ANCHORAGE, Alaska (AP) - An Alaska woman had the scare of a lifetime when using an outhouse in the backcountry and she was attacked by a bear, from below.
"I got out there and sat down on the toilet and immediately something bit my butt right as I sat down," Shannon Stevens told The Associated Press on Thursday. "I jumped up and I screamed when it happened."
Stevens, her brother Erik and his girlfriend had taken snowmobiles into the wilderness Feb. 13 to stay at his yurt, located about 20 miles northwest of Haines, in southeast Alaska.
Her brother heard the screaming and went out to the outhouse, about 150 feet (45.72 meters) away from the yurt. There, he found Shannon tending to her wound. They at first thought she had been bitten by a squirrel or a mink, or something small.
Erik brought his headlamp with him to see what it was.
"I opened the toilet seat and there's just a bear face just right there at the level of the toilet seat, just looking right back up through the hole, right at me," he said.
A black bear in Tongass National Forest, Alaska, in 2011. (Forest Service File Photo)
"I just shut the lid as fast as I could. I said, 'There's a bear down there, we got to get out of here now,'" he said. "And we ran back to the yurt as fast as we could."
Once safely back inside, they treated Shannon with a first aid kit. They determined it wasn't that serious, but they would head to Haines if it worsened.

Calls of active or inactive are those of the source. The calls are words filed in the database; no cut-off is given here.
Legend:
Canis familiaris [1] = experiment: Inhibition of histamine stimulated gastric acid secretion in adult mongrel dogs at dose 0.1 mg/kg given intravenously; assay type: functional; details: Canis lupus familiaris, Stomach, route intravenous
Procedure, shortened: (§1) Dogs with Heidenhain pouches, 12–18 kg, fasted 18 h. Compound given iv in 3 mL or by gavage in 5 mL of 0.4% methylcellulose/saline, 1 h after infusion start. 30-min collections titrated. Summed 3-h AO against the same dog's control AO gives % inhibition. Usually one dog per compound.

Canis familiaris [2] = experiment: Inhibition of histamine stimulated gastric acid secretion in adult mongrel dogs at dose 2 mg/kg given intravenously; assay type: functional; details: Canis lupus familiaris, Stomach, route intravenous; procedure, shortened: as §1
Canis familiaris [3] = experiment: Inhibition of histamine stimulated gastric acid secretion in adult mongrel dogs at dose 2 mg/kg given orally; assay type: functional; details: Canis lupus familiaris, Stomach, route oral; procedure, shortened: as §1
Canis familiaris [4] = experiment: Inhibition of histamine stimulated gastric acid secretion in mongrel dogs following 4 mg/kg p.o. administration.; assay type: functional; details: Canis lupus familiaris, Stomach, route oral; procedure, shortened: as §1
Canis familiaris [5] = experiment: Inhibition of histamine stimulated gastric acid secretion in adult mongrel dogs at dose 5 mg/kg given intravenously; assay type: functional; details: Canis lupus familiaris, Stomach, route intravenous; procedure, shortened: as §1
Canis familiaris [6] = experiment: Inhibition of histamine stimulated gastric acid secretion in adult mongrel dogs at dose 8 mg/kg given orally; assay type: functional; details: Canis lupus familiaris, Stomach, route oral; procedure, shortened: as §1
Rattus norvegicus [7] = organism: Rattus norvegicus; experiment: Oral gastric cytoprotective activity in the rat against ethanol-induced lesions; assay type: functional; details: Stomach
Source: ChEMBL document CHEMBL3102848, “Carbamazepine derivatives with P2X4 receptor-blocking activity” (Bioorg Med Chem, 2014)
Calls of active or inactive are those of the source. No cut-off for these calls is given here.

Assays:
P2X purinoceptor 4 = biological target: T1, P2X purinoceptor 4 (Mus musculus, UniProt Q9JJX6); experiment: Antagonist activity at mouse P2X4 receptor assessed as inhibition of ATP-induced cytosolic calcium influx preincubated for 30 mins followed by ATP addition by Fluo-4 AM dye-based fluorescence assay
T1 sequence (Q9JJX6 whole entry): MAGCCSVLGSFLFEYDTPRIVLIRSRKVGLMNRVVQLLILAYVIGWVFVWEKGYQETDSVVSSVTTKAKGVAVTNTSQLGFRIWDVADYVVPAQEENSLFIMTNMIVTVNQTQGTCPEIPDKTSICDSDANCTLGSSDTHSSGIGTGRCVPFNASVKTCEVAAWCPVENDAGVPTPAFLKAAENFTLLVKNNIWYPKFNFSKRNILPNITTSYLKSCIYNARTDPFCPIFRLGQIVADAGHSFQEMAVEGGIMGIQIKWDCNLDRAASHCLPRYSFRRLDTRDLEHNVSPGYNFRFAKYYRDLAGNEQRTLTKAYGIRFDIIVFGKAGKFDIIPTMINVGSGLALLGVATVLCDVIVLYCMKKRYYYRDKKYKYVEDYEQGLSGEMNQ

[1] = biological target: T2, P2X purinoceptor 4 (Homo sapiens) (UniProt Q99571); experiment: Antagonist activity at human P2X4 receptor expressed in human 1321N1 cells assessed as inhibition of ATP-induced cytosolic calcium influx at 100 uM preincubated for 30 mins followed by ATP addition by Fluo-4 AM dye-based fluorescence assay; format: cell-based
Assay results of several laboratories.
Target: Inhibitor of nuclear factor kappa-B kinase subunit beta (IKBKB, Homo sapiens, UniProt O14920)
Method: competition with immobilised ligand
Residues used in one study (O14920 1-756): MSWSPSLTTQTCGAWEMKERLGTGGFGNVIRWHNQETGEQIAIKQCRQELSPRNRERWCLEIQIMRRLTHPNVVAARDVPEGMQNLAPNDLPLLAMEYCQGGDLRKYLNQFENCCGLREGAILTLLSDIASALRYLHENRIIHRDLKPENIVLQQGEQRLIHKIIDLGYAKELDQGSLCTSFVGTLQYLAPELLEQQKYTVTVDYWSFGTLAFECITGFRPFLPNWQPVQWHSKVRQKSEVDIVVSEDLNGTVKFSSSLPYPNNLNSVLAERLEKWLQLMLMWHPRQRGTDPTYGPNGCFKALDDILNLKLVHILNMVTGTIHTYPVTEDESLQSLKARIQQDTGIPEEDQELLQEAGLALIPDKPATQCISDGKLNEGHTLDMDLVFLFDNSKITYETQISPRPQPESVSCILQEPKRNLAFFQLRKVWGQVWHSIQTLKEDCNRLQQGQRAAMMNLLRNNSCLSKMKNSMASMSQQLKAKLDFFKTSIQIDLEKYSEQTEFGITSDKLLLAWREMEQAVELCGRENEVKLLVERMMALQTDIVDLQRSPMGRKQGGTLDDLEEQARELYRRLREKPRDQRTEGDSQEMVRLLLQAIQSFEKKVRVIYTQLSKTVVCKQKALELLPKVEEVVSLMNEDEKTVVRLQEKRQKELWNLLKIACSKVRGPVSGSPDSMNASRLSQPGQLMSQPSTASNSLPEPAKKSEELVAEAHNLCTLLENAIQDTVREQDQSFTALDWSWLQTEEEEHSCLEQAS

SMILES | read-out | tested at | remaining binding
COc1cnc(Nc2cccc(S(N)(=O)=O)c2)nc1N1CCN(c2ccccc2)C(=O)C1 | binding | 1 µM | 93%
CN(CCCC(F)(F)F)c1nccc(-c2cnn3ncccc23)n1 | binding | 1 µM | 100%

"It was bleeding, but it wasn't super bad," Shannon said.
The next morning, they found bear tracks all over the property, but the bear had left the area. "You could see them across the snow, coming up to the side of the outhouse," she said.
They figure the bear got inside the outhouse through an opening at the bottom of the back door.
"I expect it's probably not that bad of a little den in the winter," Shannon said.
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Alaska Department of Fish and Game Wildlife Management Biologist Carl Koch suspects it was a black bear based upon photos of the tracks he saw and the fact that a neighbor living about a half mile away sent him a photo of a black bear on her property two days later.
That homeowner yelled at the bear but it didn't react. It also didn't approach her but lumbered about its business, like it was in a walking hibernation mode.
Even though it's winter, Koch said they get calls all year round about bears being out.
And 2020 was a record year for general bear problems in the Haines area. Reasons for that, he said, could include the fact it was a poor salmon run year combined with a mediocre berry crop. "It is also possible a bear couldn't put on enough fat when they go in the den, that they might be out and about more often or earlier," he said.
Alaskan wilderness (Photo credit: Erik Stevens)
Koch suspects Shannon's wound was caused by the bear swatting at her with a paw rather than being bitten. Either way, the location might be a first.
"As far as getting swatted on the butt when you're sitting down in winter, she could be the only person on Earth that this has ever happened to, for all I know," Koch said.
No matter the season, Erik says he'll carry bear spray with him all the time when going into the backcountry, and Shannon plans to change one behavior as well.
"I'm just going to be better about looking inside the toilet before sitting down, for sure," she said.